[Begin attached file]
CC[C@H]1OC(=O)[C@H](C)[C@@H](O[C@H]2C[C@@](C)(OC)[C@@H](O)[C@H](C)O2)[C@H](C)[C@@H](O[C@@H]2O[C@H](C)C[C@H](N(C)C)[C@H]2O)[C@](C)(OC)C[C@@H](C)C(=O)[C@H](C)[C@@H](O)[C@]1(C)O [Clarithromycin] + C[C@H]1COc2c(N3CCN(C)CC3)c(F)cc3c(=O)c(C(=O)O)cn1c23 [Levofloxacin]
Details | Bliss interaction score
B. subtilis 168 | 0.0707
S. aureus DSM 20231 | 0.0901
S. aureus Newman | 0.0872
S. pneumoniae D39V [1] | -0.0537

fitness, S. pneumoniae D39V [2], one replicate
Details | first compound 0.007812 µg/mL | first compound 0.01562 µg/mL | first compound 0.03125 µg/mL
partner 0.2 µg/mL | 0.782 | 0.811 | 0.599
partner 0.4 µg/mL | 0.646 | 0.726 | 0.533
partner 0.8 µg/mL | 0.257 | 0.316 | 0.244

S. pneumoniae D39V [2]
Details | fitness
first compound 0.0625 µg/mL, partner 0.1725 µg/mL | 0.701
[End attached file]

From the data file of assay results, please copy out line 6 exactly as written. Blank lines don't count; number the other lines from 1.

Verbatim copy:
S. pneumoniae D39V [1] | -0.0537